SoCal psychologists address rise in anxiety over sudden masking rule changes

LOS ANGELES (KABC) -- The Los Angeles County Metropolitan Transportation Authority changed its mind in regards to masking and the Department of Justice issued a statement saying it will appeal the ruling that ended the federal mask mandate if the Centers for Disease Control and Prevention believes it's necessary.

All of these developments add to the confusion and emotions that range from anxious to exuberant.

"Masks are now optional," a flight attendant said on a Delta Air Lines flight to passengers on Monday.

The announcement was greeted with loud cheers as the news of a federal judge striking down the CDC's masking order on planes and public transportation began to spread.

"Wonderful," said one traveler. "I travel all the time for work and I don't have to worry about this anymore."

But not everyone feels the same.

"I'm definitely going to continue to wear masks," said Gabrielle Lydia of L.A. "I feel very uncomfortable in places where people are not wearing masks."

Lydia has multiple sclerosis. She is one of seven million Americans who are immunocompromised. She said she's anxious about the rapidly-changing masking rules.

"It doesn't really matter if you're boosted or vaccinated because you can still get it because there's long hauler's syndrome, and you'll become a chronically ill person," she said. "You'll become someone like me."

Getting from point A to point B for travelers like Lydia could be pretty nerve-wracking. Masking policies vary by state, city and mode of transportation.

The Transportation Security Administration said it will no longer enforce mask use at the Los Angeles International Airport.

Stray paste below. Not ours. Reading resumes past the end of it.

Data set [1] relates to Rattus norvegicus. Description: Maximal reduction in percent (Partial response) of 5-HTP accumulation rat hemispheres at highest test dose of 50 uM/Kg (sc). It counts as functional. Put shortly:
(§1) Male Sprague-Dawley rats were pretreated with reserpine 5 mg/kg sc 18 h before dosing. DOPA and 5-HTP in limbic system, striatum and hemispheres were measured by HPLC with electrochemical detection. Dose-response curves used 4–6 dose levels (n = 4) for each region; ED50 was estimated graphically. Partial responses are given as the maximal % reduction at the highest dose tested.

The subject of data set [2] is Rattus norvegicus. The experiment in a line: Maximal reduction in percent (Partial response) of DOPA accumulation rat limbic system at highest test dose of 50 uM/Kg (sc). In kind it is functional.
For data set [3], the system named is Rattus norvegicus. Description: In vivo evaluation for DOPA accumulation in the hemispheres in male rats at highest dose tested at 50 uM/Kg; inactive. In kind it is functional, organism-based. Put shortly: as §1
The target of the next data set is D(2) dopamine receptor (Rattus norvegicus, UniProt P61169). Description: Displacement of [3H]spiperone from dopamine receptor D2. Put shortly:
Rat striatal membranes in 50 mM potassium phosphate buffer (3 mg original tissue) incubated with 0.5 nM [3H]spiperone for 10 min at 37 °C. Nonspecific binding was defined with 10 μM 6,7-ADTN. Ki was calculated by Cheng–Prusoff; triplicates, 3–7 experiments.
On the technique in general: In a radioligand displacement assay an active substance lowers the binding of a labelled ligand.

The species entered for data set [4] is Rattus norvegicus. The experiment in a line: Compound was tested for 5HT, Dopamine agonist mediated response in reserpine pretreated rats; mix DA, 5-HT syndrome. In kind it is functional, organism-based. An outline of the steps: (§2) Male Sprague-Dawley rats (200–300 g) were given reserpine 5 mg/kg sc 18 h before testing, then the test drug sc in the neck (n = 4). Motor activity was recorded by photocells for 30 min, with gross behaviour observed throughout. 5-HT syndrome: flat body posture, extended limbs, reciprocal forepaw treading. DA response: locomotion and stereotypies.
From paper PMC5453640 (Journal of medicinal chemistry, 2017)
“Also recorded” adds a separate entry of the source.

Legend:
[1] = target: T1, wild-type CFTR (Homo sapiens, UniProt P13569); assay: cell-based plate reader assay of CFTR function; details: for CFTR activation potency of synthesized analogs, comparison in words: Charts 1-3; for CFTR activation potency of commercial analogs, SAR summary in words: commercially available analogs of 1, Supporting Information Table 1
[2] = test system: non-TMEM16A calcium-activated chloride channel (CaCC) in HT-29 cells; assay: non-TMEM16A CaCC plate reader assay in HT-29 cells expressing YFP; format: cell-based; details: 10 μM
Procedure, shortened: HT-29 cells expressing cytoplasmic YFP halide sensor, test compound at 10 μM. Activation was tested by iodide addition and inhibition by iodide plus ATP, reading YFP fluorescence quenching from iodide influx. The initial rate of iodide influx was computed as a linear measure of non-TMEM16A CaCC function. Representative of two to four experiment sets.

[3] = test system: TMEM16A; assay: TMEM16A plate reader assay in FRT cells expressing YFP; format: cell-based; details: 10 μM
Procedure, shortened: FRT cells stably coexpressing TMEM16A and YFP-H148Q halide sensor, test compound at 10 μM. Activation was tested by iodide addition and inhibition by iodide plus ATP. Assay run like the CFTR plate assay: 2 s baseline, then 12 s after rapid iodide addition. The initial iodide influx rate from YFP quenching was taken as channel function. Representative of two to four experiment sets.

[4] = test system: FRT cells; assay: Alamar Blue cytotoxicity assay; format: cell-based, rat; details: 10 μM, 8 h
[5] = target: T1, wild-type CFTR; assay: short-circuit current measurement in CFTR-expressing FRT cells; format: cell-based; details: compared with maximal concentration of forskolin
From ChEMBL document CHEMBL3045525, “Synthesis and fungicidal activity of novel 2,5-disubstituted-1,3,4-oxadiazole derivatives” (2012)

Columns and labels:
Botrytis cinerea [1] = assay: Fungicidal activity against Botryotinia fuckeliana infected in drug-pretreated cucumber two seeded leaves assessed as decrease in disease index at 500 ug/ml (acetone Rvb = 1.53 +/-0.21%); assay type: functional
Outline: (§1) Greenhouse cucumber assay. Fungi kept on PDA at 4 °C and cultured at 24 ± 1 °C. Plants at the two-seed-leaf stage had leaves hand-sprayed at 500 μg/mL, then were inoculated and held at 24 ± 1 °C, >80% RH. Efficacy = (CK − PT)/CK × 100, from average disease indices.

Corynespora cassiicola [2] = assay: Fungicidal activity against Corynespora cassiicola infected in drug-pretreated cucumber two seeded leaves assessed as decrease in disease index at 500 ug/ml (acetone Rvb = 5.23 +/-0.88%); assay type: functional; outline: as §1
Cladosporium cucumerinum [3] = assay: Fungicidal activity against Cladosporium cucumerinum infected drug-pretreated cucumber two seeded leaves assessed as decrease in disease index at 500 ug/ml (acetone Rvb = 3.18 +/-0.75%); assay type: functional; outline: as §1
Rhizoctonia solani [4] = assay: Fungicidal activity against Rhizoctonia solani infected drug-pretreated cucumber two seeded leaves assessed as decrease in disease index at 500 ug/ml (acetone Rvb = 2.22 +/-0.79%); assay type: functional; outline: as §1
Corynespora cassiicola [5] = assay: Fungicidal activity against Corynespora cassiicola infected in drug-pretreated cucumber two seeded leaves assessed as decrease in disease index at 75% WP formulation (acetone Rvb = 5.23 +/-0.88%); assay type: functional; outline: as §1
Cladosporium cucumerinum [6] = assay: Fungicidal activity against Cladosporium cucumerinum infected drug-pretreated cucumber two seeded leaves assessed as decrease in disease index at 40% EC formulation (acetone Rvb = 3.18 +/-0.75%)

Rideshare companies like Lyft and Uber are making it optional.

The same thing is happening at Metrolink as L.A. Metro will no longer be requiring masks on its buses and trains.

In the Inland Empire, the Riverside and SunLine transit agencies are dropping masking on their buses. Others transit systems like Omnitrans and Beaumont will continue to require masks.

For many, the changes are disconcerting.

"The first time they took out the mask mandate, there was like another wave of COVID," said L.A. resident Jude Casteneda.

But Cleveland Clinic psychologist Matthew Sacco said if you prefer to wear a face covering, you should do so.

"Just because you're out in public or you're out somewhere and are seeing a lot of folks who may not be wearing masks, you don't have to do the same thing," he said.

Sacco said you can't control other people's actions, but you can find ways to control anxiety with relaxation techniques such as walking and meditation.

He said children may also be feeling anxious over masking changes and encourages people to give them time after school to decompress.

"When you're rapidly changing from one set of rules to another, and the expectation is as much as you can provide that buffer, I think it will go a long way," said Sacco.

Experts said parents should try to explain to their children why these changes are taking place and they can still take steps to protect themselves.

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